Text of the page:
Service Animals and Tenants
If a tenant has a service animal a landlord has to sometimes make reasonable accommodations so the pet can remain in the rental unit.
For example, an owner might make an exception to a “no pets” rule for a tenant with a disability who needs a guide dog or other service animal. An owner, however, is not required to help care for the animal. The latter would result in a fundamental alteration in the nature of services provided by the owner. Finally, because a request for an accommodation or modification must be directly linked to the person’s disability, owners have the right to ask an applicant or tenant who submits the request for documentation of his or her disability.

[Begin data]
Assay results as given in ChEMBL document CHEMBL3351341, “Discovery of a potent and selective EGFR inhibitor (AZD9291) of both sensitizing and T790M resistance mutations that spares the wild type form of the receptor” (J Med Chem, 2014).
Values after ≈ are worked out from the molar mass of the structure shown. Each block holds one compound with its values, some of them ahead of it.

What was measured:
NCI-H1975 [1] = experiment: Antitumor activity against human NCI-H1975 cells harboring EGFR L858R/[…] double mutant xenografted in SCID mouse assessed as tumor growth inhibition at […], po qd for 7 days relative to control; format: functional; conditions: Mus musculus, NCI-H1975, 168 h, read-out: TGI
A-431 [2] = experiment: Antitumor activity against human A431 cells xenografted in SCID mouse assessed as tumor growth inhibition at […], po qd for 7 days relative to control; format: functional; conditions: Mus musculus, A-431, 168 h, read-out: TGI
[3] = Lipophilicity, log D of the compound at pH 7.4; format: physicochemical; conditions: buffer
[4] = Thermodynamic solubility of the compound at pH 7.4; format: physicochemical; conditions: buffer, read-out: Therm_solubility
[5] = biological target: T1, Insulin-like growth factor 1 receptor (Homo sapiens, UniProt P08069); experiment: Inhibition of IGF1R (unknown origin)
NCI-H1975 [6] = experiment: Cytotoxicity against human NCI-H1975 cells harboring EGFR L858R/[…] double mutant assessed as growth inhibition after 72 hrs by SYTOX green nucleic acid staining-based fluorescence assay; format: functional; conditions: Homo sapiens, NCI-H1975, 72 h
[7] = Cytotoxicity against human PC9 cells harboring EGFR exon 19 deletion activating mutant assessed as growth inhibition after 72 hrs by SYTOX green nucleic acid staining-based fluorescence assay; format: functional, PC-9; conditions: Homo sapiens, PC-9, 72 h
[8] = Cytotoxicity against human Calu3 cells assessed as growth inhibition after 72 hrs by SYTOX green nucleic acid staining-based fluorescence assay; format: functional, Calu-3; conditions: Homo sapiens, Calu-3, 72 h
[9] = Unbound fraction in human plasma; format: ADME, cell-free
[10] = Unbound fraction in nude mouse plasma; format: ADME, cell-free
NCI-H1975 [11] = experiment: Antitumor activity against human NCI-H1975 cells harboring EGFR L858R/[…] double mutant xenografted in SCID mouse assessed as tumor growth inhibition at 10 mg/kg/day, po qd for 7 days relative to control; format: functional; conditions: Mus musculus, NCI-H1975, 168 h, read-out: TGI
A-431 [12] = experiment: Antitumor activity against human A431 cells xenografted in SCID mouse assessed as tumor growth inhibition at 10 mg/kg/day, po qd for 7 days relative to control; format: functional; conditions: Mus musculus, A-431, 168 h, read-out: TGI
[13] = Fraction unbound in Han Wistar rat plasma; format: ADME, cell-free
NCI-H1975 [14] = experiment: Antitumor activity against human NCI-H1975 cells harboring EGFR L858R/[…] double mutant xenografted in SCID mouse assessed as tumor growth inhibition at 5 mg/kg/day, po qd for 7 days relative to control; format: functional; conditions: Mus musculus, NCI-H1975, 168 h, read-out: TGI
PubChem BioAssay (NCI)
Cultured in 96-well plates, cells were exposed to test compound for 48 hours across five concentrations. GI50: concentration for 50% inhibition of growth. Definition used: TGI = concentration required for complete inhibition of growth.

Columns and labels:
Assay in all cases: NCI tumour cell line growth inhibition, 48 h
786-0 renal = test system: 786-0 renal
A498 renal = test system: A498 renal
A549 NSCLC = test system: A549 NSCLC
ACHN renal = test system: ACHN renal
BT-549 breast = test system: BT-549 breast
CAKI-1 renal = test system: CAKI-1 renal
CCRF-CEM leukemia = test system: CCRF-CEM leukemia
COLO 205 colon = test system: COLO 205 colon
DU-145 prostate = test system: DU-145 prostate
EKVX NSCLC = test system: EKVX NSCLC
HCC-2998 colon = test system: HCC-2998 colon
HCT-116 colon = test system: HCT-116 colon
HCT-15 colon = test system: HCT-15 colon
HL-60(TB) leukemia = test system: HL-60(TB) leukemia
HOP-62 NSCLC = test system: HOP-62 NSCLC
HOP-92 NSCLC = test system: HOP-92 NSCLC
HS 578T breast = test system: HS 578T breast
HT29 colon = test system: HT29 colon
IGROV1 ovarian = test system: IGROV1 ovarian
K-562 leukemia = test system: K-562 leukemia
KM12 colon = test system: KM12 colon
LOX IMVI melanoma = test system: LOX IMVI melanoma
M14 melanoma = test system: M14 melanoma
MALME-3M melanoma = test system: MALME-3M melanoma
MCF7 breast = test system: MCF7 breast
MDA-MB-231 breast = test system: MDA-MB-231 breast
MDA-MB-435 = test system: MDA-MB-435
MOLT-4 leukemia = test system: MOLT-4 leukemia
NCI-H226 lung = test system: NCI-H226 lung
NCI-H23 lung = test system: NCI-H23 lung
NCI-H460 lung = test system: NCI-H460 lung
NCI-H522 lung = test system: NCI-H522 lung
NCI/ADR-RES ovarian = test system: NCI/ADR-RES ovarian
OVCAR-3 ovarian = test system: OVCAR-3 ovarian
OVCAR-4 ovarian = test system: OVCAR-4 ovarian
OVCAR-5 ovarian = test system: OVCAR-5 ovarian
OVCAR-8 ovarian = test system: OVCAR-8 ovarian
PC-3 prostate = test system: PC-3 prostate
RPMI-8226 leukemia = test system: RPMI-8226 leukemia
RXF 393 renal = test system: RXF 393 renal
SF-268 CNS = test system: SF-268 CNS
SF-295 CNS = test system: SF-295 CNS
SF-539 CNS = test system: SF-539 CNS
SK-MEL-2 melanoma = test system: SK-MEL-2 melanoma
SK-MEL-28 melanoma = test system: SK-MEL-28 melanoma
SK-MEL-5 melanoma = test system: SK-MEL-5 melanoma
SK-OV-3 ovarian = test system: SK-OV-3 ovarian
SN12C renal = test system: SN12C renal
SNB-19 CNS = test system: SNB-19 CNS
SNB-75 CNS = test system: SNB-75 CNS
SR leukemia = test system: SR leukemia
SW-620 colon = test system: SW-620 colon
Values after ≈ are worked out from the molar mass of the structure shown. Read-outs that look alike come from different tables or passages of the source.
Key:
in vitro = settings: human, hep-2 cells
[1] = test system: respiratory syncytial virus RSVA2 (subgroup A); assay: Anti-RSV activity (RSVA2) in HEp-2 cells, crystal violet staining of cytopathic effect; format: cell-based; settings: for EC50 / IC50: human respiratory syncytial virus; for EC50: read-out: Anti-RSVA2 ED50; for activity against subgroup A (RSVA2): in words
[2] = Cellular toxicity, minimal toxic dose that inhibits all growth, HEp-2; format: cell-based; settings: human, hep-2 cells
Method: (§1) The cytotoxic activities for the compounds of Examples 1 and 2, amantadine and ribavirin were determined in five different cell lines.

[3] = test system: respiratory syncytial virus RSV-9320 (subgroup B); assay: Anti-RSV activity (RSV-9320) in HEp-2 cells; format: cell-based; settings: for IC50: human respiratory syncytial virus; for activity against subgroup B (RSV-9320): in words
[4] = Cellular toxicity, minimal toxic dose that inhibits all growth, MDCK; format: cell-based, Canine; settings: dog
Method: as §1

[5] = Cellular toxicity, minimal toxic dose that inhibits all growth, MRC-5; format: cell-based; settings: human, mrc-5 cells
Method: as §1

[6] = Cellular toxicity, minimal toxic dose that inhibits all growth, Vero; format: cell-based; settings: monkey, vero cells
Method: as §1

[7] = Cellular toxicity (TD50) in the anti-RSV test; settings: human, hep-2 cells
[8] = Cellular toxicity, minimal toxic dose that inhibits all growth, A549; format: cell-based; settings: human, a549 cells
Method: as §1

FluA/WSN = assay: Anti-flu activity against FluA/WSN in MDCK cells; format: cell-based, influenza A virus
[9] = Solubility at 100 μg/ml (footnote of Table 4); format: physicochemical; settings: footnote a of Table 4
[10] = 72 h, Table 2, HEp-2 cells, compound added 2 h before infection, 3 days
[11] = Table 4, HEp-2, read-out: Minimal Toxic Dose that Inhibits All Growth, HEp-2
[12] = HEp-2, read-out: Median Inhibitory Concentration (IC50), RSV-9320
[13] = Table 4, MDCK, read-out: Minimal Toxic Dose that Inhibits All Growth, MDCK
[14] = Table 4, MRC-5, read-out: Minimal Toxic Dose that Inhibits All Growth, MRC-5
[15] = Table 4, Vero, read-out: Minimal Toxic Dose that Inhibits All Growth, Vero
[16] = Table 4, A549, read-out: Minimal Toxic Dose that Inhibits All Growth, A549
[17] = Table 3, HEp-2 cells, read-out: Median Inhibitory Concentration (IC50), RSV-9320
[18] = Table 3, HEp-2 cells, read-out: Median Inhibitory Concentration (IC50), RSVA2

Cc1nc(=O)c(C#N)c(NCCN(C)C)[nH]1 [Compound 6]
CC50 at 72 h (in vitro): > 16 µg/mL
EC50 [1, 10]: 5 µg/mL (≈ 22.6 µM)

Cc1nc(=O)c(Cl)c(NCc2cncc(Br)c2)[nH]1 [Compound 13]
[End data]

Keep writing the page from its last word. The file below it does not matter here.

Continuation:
If a tenant or applicant provides documentation from a physician or health care provider, an owner must consider the request even if the tenant or applicant doesn’t “look” disabled.